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Alaska Tribal members Get Back Totem Pole Taken by Actor

  • Associated Press

While standing in front of his tribe's totem pole, Tlingit Tribe member from Klawock, Alaska Jonathan Rowan speaks about the significance of the totem pole to his Tribe at the Honolulu Museum of Art.

While standing in front of his tribe's totem pole, Tlingit Tribe member from Klawock, Alaska Jonathan Rowan speaks about the significance of the totem pole to his Tribe at the Honolulu Museum of Art.

A stolen totem pole that went from the garden decor of two golden-age Hollywood actors to the basement of a Hawaii museum has been returned to Alaska tribal members.

Screen legend John Barrymore was traveling along the Alaska coast by yacht and directed crew members to take the totem pole from an unoccupied village in 1931, said University of Alaska Anchorage professor Steve Langdon, who has long researched the object. They sawed it in three pieces.

Barrymore, star of "Grand Hotel'' and grandfather of actress Drew Barrymore, displayed the pole in the garden of his California estate.

After Barrymore's death, actor Vincent Price, known for horror flicks such as "House of Wax,'' and his wife bought the item and also used it as a yard decoration. The couple donated it to the Honolulu Museum of Art in 1981.

Langdon's interest in the piece came from a visit to an Alaska museum where he saw a photo of Price standing next to the approximately 40-foot-tall pole. "It was totally out of place,'' he recalled. "Here's this recognizable Hollywood figure in a backyard estate with a totem pole ... that was surrounded by cactus.''

Langdon learned the pole was used for burials, and that there were remains of a man inside before Barrymore had it erected at his home. Langdon does not know what happened to the remains after they were removed from the pole.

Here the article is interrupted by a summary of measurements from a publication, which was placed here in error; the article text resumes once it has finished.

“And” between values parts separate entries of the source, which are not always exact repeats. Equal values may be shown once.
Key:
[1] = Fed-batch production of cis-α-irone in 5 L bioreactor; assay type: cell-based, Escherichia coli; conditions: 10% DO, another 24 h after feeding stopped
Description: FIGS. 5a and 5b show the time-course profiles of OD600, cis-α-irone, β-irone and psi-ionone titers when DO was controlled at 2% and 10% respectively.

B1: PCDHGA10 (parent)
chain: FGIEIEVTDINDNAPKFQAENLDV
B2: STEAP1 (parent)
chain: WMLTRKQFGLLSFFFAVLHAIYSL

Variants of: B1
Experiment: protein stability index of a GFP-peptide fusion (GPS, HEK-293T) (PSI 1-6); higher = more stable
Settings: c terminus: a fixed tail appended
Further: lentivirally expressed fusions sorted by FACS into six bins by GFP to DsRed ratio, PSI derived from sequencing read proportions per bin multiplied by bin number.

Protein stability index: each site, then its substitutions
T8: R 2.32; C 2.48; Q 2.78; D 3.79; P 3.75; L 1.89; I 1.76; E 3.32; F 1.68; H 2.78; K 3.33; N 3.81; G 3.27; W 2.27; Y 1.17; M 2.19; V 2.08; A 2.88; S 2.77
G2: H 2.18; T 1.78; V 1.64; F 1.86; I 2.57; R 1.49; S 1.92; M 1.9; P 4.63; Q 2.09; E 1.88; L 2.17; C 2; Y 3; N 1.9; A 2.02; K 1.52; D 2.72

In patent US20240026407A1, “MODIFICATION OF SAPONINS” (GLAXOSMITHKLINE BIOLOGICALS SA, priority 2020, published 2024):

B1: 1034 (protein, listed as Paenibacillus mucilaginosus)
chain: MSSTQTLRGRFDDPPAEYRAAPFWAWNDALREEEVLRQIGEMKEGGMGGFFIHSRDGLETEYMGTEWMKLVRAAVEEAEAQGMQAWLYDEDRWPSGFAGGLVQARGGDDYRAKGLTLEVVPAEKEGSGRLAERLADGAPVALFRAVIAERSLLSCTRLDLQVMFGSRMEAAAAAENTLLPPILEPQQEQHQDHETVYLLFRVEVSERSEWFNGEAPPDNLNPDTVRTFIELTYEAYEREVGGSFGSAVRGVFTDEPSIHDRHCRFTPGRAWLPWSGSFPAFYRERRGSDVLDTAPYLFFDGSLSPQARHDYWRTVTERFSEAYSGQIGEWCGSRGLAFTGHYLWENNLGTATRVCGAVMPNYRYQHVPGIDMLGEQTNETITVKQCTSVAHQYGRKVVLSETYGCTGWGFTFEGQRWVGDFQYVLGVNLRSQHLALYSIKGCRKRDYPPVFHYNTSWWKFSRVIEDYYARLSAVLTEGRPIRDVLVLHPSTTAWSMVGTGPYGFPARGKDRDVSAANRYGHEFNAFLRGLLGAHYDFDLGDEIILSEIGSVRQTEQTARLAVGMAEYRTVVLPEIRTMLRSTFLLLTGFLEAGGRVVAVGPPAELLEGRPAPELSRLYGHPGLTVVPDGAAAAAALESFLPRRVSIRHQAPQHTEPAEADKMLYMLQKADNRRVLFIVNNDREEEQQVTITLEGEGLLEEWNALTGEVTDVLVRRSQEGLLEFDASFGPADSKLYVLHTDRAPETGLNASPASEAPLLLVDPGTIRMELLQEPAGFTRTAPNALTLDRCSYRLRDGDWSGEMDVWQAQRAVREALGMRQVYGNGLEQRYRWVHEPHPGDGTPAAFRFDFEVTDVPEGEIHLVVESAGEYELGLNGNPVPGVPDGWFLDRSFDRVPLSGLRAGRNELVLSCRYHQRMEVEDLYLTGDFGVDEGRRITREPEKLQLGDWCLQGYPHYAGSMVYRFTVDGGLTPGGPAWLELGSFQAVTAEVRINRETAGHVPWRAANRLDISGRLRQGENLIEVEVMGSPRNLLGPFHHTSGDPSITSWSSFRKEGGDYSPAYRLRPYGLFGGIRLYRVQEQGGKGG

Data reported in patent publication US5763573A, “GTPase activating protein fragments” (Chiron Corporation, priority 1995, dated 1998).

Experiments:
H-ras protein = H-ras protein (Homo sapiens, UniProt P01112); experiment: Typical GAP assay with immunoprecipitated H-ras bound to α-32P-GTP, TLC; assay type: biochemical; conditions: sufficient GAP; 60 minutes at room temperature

A totem pole carved by the Alaskan Tlingit Tribe is boxed up at the Honolulu Museum of Art, Oct. 22, 2015, in Honolulu.

A totem pole carved by the Alaskan Tlingit Tribe is boxed up at the Honolulu Museum of Art, Oct. 22, 2015, in Honolulu.

Museum officials didn't know the pole was stolen. With permission from tribal leaders, Langdon came to Honolulu in 2013 to examine the pole, setting into motion a repatriation process funded by the Native American Graves Protection and Repatriation Act.

On Thursday, seven Tlingit tribal members who traveled to Honolulu from the southeast village of Klawock wore lei, sang somber songs, handed out gifts and thanked Hawaii for taking good care of the pole.

"We too also are ocean people,'' said Jonathan Rowan, master carver and cultural educator. "We live on an island also.''

With the scent of cedar wafting in the air, his daughter Eva Rowan brushed three feathers along the pole pieces bearing carved images of a killer whale, a raven, an eagle and a wolf.

"It gives my heart great peace that my ancestors can go home,'' she said. " I feel my father's people here. I feel my grandfather's people here, giving us strength right now.''

Only the top section of the pole was displayed briefly in the museum, and the pole spent most of its years in Honolulu in a climate-controlled basement.

"I take some comfort in the fact that we've taken good care of it,'' said Stephan Jost, the museum's director.

It was among more than 100 totem poles that once stood in the old village of Tuxecan on Prince of Wales Island, Alaska, which was inhabited by the Tlingit people, the museum said.

Of the original Tuxecan poles, only two remain, both in Klawock, the village of 800 people where the tribe moved, according to the museum.

The pieces were cradled in packing foam in wooden crates that museum workers sealed after the ceremony. The pole will leave the museum Friday, and set sail for Alaska on Tuesday.

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